Kalamazoo, Mich.-based Stryker’s subsidiaries in Argentina, Greece, Mexico, Poland, and Romania "made illicit payments totaling approximately $2.2 million that were incorrectly described as legitimate expenses in the company’s books and records," according to the SEC, resulting in $7.5 million in illicit profits.
"Descriptions varied from a charitable donation to consulting and service contracts, travel expenses, and commissions," according to the securities watchdog. Stryker admitted no wrongdoing in the settlement but promised "to cease and desist from committing or causing any violations" of the FCPA.
"Stryker’s misconduct involved 100s of improper payments over a number of years during which the company’s internal controls were fatally flawed," New York regional director Andrew Calamari said in prepared remarks. "Companies that allow corruption to occur by failing to implement robust compliance programs will not be allowed to profit from their misconduct."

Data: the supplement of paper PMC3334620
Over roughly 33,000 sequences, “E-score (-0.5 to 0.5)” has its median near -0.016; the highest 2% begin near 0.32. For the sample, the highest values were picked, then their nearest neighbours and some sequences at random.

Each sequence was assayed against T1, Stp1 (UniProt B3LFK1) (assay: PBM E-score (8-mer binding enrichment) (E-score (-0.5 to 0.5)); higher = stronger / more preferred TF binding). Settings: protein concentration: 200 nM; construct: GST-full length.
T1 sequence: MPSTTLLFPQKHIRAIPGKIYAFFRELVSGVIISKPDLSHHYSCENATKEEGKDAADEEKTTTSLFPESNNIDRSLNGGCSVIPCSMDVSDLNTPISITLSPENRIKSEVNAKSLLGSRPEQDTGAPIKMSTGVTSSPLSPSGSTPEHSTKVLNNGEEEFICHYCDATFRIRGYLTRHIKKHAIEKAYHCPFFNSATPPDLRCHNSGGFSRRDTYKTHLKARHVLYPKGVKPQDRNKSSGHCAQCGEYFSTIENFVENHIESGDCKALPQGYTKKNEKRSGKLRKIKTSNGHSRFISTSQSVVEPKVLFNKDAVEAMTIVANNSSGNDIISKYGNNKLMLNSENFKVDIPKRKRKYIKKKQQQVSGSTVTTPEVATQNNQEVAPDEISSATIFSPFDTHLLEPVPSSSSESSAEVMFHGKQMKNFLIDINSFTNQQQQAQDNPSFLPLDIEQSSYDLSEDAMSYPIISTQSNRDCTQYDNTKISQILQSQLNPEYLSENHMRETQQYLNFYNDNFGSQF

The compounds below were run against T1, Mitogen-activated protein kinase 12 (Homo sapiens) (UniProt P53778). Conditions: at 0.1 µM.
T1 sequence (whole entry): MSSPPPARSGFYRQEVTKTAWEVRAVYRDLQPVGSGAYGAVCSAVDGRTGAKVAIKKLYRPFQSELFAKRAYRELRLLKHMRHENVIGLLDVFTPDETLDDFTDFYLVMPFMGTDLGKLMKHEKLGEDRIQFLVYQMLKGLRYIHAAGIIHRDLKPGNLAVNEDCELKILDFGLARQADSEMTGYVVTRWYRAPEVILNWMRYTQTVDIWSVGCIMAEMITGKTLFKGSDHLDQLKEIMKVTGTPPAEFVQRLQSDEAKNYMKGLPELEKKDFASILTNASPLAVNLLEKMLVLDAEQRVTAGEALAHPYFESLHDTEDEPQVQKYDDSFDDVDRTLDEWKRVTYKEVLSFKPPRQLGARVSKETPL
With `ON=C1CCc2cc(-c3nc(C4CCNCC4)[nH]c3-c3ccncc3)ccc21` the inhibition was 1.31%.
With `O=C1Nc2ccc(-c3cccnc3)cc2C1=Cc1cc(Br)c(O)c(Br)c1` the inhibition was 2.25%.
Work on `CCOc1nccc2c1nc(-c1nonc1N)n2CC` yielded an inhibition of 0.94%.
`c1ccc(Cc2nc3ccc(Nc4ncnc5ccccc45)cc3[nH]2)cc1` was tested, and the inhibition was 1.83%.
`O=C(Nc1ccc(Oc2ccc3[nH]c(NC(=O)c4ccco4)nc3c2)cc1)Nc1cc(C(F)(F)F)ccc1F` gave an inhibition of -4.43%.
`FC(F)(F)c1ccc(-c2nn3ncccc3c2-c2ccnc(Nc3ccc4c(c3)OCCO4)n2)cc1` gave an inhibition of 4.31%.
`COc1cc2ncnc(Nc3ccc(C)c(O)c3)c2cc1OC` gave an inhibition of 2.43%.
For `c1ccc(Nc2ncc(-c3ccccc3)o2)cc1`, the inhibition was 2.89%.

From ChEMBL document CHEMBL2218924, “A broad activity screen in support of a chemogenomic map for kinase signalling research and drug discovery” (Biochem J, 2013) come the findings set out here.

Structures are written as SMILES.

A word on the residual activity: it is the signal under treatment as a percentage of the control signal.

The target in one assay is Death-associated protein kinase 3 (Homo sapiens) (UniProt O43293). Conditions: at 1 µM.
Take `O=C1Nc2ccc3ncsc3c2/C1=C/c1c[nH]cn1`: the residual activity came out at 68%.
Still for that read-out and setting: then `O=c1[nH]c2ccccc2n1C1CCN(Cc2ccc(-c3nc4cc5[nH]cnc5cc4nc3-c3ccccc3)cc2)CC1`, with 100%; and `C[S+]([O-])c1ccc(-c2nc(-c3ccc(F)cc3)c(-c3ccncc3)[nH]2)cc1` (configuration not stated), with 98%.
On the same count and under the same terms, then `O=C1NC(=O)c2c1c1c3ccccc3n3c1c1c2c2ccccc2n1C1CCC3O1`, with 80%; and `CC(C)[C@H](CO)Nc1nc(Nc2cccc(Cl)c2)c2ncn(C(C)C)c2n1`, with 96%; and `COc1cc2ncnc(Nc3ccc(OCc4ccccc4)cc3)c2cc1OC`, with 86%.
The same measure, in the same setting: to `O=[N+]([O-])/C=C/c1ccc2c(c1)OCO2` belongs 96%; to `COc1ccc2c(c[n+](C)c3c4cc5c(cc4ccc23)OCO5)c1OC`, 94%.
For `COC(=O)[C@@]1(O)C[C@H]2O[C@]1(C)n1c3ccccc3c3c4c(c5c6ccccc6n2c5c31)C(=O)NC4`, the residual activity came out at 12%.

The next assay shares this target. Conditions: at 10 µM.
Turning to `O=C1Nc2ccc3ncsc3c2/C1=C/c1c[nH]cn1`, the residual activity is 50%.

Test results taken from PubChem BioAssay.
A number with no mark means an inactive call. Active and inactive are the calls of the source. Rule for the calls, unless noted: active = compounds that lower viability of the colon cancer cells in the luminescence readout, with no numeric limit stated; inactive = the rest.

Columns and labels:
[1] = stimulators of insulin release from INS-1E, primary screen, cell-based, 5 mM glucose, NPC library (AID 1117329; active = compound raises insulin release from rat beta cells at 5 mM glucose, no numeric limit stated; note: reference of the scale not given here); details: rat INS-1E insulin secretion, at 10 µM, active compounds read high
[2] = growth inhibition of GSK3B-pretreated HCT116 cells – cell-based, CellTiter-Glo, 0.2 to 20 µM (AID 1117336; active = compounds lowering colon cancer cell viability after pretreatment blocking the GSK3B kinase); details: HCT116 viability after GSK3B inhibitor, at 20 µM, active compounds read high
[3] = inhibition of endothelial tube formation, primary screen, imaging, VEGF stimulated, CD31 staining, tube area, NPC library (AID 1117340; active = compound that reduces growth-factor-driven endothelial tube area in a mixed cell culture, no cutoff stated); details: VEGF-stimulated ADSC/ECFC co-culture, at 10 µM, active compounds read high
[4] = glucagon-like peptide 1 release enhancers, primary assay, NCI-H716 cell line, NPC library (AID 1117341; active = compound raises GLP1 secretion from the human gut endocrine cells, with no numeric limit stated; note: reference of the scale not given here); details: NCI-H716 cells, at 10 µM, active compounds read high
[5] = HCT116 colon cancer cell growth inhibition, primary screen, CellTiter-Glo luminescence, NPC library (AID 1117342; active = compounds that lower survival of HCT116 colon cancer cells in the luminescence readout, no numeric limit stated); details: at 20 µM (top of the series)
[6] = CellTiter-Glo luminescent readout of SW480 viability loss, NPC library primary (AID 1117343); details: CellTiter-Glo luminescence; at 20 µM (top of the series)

The violations date back to 2003, the SEC said, and involved the use of 3rd parties to make payments to win or keep contracts. In 1 instance cited by the agency, Stryker’s Mexican subsidiary in January 2006 "directed a law firm to pay approximately $46,000 to a Mexican government employee in order to secure the winning bid on a contract."
"The result was $1.1 million in profits for Stryker. The subsidiary reimbursed the Mexico-based law firm for the bribe and booked the payment as a legitimate legal expense. However, no legal services were actually provided and the law firm simply acted as a funnel to pay the bribe," according to the SEC.
In another case a nearly $200,000 bribe to a Greek university for a lab run by a public hospital doctor prompted the doc to steer business Stryker’s way, the SEC said.
The SEC also found that Stryker used payments for travel and other expenses as bribes, citing a case in Poland.
Stryker will disgorge more than $7.5 million in profits plus $2.3 million in interest and a penalty of $3.5 million, according to the SEC.